As the years passed and we, as humans, became more sophisticated & educated, our take on werewolves changed drastically, but our desire to carry their tale with us through history did not.

Literature has adapted a plethora of these iconic tales into short stories, novels and later on, into the movies we have grown to love over the years. The nineteenth century would see a host of very famous writers tackle the werewolf story from the likes of G.W.M. Reynolds, Sutherland Menzies and even Alexander Dumas.

The twentieth century would usher in the true emergence of the werewolf as a staple in horror fiction and an explosion of stories and movies based on the tale would come blazing onto the scene. In 1933, American author Guy Endore wrote The Werewolf of Paris which has since come to be known as the Dracula of werewolf literature.

The very first feature film to use the werewolf premise was Werewolf of London in 1935. It would however be Lon Cheney Jr.'s portrayal of the tragic character Larry Talbot in 1941's The Wolf Man that would set the standard for all movies in the genre. The movie catapulted werewolves into the public eye and from this one film two very crucial werewolf staples were established...werewolves always kill those they love the most and they can be quickly dispatched from this world by a silver bullet.

Other movies and books would come along and werewolves would be further rooted into the horror genre until the introduction of the paranormal romance and young adult books that embrace the these creatures.

J.K. Rowlings gave a new take to werewolves in her Harry Potter series in which she creates them as dangerous, but also as misunderstood and widely discriminated against. Other authors in the young adult genre would give new life to werewolves with books such as Shiver by Maggie Stiefvater, Dark Guardian by Rachel Hawthorne and Night Shade by Andrea Cremer.
Movies have been plentiful and werewolves have graced the big screen hundreds of times. From feature length cartoons like 2005's Wallace And Gromit: The Curse of the Were-Rabbit, to the 2010 remake of the classic The Wolf Man and even the new adaptation of the childhood tale in 2011's Red Riding Hood, werewolves have found for themselves, a home within our books, our films and our minds.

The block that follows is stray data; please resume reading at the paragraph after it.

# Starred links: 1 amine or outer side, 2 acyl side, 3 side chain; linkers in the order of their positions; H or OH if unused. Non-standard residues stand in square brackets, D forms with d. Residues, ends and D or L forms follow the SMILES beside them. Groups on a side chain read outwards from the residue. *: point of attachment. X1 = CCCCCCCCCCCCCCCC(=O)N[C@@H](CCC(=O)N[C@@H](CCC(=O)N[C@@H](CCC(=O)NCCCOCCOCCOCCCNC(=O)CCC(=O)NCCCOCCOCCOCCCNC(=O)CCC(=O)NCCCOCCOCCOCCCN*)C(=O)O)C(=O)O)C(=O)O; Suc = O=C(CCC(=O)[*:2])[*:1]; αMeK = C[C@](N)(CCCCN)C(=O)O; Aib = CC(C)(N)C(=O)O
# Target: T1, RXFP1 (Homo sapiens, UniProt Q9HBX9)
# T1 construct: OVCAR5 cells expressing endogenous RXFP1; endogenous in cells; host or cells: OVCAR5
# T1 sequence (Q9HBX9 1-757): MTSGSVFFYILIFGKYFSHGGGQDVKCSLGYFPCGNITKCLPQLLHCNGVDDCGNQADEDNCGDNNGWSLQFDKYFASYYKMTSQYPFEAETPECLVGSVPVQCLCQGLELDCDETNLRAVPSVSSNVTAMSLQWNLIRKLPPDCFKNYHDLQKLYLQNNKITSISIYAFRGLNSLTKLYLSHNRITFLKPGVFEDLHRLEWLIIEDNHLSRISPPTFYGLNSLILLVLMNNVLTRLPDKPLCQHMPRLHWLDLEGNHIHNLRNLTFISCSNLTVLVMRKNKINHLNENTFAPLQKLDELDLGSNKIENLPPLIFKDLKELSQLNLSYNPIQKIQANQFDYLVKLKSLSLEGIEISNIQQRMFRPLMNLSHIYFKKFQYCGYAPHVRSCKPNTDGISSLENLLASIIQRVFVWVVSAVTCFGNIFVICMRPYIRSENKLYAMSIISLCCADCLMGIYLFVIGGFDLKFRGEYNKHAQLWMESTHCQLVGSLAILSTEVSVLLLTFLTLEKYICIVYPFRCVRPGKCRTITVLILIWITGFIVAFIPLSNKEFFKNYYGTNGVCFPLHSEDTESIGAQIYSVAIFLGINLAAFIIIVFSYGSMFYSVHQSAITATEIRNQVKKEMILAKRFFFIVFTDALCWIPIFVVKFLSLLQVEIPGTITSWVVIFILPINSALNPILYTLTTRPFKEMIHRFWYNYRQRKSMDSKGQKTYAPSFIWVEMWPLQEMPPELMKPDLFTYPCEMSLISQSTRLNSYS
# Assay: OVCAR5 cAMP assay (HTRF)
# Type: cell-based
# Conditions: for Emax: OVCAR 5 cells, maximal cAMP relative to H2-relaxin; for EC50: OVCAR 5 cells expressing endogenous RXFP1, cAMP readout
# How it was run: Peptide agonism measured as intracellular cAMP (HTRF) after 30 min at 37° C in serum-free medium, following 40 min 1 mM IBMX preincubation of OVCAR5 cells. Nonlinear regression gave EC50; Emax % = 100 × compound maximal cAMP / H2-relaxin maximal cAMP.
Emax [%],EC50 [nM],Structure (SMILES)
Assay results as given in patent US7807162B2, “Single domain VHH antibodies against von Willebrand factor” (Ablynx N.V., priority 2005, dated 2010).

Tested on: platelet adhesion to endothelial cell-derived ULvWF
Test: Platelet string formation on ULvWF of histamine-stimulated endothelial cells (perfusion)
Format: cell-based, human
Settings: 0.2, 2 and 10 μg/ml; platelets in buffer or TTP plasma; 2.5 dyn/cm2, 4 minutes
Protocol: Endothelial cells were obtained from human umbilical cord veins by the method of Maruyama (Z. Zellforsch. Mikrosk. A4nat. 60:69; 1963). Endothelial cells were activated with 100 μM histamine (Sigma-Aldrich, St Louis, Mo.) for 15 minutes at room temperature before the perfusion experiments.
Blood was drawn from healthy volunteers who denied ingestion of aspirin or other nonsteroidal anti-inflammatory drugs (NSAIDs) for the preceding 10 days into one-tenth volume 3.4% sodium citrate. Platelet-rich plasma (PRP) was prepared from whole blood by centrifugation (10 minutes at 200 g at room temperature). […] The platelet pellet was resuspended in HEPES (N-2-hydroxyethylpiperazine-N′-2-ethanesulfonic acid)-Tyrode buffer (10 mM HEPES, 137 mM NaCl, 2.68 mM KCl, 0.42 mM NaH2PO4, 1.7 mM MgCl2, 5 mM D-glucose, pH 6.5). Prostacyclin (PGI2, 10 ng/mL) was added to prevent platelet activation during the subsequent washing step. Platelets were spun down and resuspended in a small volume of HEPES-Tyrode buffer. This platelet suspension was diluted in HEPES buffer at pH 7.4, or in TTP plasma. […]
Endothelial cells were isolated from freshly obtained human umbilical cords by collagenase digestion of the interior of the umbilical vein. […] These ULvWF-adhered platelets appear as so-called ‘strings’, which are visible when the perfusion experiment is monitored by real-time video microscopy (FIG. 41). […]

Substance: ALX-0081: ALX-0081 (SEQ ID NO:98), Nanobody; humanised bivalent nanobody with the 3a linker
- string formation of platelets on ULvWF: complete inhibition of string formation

Even music has grabbed up a portion of this iconic creature that comes out in the night with songs like Monster by Skillet, Wolf Moon by Type O Negative and Of Wolf And Man by Metallica. These are barely scraping the barrel. You can literally find dozens of songs about werewolves and some you may never have even suspected were about them.

Though werewolves have a deeply rooted place in the media of our world, one thing has not changed much in the thousands of years since the very first tales were told. Werewolves were then and are almost always now, portrayed in a negative light. They are the thing to fear, they are the curse from which no one can ever return and they are the stuff of nightmares. I am happy to have them there in our songs, in our books and films in our very history. The alternative is, they walk amongst us, beside us and they are there waiting... waiting for the lights to go out, waiting for that next full moon, wanting to show us what really comes out in the night.

CK Webb

1 comment:

  1. What an interesting post about werewolves. I find the history of them fascinating and I love how writers bring them into modern day tales- keeping some of the old lore and adding some new. I am a huge fan of Harry Pottern and Lupin is one of my favorite characters!

    I found you through Book Blogs and signed up to follow you. When you have a chance- please stop by and follow the blog for my middle grade novel that I am hoping to get published.
    Also, my co-author, Stephanie, liked your fb page today. Please like us back at:

    Take care-
    Jess- although I may show up as Fairday, the main character from my novel. I can't figure out how to fix it. :)